The ExpoDisc white balance filter by ExpoImaging has been one of the most trusted white balance tools among photographers for many years because of its accuracy in various lighting situations. All ExpoDiscs are made in the U.S.A. and hand calibrated. The new ExpoDisc 2.0 is an improved version of the old friend :).
Why set custom white balance? Whether you take photos or record videos with your DSLR, capturing the right colors in the camera can save your time in post-processing. Additionally, it can be tricky at times getting the natural looking colors in photo software, so white balance tools, like ExpoDisc 2.0, are there to help.
We reviewed the original ExpoDisc a few years ago (see our ExpoDisc review), and it's been our white balance tool of choice ever since, but it is now discontinued. With ExpoDisc 2.0, ExpoImaging made a few changes while, at the same time, lowering the price of the product. If we recall correctly, the price of the original ExpoDisc was as high as $200 for the largest size of 95mm. ExpoImaging used to make 8 different sizes of ExpoDisc (down to 52mm) to cover virtually all lenses that were designed to have a front filter. ExpoDisc 2.0 comes only in 77mm size at the moment, and it is priced just under $50 (which is about 50% less that the original one of the same size). We would expect the company to follow up with more sizes in the future. 77mm is one of the most common filter sizes, and, while ExpoDisc 2.0 cannot be attached to lenses that take smaller filters, it works great with them as well, because you can simply hold it in front of the lens while taking a calibration shot.
ExpoDisc 2.0, just like the original version, comes with a nice protective pouch and a lanyard. In addition, it also includes 4 warming gels (2 variations, 2 of each). The gels can be attached to the front of ExpoDisc 2.0 for adding warmth to the photos, which is often used for taking portraits. The original ExpoDisc was sold in two flavors: Neutral and Portrait (see our ExpoDisc Portrait vs. Neutral comparison review). Employing the gels (labeled as +1 and +2), ExpoDisc 2.0 combines both original products into one, and it even delivers two different degrees of color warming instead of one.
ExpoDisc 2.0 also features a new attachment system that replaces the spring-loaded bearings of the original ExpoDisc. The new mounting feels even more secure, and you now have to press two release buttons to take ExpoDisc 2.0 off the lens. While we like the new design, the buttons are a bit too small for our taste. You need to press them fairly hard, so they may feel uncomfortable at times. Though this is a minor issue, we wish ExpoImaging made the release buttons larger.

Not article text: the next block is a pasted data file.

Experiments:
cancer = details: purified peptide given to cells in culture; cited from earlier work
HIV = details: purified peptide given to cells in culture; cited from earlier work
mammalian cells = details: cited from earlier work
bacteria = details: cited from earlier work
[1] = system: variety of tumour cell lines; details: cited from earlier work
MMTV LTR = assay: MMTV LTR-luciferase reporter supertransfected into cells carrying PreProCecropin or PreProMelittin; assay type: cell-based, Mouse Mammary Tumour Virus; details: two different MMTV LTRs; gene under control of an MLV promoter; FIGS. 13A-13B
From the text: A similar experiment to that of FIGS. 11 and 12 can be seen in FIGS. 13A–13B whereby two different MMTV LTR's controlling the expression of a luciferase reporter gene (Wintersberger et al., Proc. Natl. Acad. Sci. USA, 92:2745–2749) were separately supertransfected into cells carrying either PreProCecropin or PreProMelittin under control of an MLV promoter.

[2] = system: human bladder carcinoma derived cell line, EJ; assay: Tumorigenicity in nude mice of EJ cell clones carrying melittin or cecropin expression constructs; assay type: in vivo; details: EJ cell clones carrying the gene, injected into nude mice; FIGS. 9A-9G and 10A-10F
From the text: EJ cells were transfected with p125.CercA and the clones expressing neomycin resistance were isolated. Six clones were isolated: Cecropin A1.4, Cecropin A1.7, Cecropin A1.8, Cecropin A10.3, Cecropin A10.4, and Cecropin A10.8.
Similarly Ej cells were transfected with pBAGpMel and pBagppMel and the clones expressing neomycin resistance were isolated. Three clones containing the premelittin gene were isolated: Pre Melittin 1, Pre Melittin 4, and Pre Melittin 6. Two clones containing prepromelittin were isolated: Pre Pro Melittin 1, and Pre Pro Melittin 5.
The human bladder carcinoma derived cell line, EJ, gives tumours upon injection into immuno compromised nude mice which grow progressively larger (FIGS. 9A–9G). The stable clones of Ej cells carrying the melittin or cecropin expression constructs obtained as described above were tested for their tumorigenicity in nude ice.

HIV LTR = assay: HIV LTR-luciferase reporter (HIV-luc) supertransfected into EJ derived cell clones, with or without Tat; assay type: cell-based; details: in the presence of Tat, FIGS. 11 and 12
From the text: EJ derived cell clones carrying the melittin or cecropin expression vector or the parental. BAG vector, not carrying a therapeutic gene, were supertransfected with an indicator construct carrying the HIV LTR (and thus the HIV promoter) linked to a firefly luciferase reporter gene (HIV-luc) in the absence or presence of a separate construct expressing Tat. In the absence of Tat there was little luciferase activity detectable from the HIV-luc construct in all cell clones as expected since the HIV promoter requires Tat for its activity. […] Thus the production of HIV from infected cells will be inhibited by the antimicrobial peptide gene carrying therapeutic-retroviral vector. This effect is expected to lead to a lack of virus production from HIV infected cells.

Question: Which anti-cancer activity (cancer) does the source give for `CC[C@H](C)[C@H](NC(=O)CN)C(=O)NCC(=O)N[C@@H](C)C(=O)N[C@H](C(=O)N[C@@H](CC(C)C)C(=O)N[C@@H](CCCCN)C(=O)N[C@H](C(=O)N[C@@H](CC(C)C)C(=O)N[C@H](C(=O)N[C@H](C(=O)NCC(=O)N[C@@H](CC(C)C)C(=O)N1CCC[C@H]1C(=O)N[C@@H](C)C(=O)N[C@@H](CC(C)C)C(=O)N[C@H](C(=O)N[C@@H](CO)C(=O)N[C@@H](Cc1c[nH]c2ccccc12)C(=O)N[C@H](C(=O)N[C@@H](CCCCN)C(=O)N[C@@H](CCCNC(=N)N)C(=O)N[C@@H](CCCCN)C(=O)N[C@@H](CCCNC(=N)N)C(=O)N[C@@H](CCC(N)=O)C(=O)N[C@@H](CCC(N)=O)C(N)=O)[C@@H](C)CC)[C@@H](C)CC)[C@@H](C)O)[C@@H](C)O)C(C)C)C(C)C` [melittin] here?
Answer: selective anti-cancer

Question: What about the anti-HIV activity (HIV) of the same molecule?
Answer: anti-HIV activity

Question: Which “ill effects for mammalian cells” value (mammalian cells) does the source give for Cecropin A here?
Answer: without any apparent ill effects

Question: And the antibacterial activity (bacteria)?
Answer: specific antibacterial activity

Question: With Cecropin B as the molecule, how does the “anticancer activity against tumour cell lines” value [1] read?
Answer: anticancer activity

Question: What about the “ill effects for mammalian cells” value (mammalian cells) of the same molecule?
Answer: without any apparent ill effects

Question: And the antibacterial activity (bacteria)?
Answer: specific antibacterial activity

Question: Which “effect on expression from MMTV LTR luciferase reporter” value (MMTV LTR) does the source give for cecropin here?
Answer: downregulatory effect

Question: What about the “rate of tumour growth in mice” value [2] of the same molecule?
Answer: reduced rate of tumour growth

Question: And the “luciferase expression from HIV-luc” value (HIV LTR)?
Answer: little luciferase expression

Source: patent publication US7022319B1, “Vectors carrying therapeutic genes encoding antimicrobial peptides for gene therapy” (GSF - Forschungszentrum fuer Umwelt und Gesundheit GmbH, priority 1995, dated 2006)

Now, with all the improvements and the reduced price, did the manufacturer cut corners? Did ExpoImaging sacrifice anything to bring the price down? Well, not really. Most likely they were able to make ExpoDisc 2.0 more affordable because of the new body construction that used to be metal but now it is plastic, which, however, appears to be very rugged and suitable for professional use. So, we don't really miss the metal ring of the original ExpoDisc.
Below you can find a couple of examples of using ExpoDisc 2.0. The first two images were taken right after the sunset. So, the ambient light was cool/blueish. The auto-balance did a fair job (left photo), but the image corrected by ExpoDisc 2.0 (on the right) looks more natural./p>
The next two images were taken in the absence of sunlight. The camera's auto white balance was clearly struggling with the color temperature of the street light(left photo). The image came out too yellowish. To fix the colors, we walked over to the light pole and took a calibration image while pointing the lens with the ExpoDisc 2.0 attached towards the light source. So, the right image below looks more natural as if the color-neutral light gets diffused and reflected by the green leaves.
Finally, the last series of photos shows how the warming filters included with ExpoDisc 2.0 affect the images. (The light setup consisted of two studio strobes.) The gels are labeled as +1 and +2. According to our measurements, the +1 filter adds 300 degrees Kelvin and the +2 one adds 500 degrees Kelvin.
auto white balance
warming gel +1
warming gel +2
ExpoDisc 2.0 is great for setting custom white balance, but it can also turn your camera into an incident light meter. With ExpoDisc 2.0 attached, you simply need to stand next to the subject and point the camera lens towards your shooting position. By adjusting the aperture, ISO, and shutter speed, you can set the perfect exposure. This technique can be useful, for example, for capturing high-contrast images, which can be challenging for your camera's built-in meter (even in the spot metering mode).
To summarize, ExpoDisc 2.0 is an improved version of an already excellent white balance filter. Delivering the same great accuracy as its predecessor, ExpoDisc 2.0 has an improved mount, interchangeable warming gels, and a significantly lower price point. Whether you shoot indoors or outdoors, whether your are a fan of the natural light or strobes, ExpoDisc 2.0 is a must-have if you want to get correct white balance directly in the camera to save yourself time on image processing.
If you have any questions or comments, please post them below.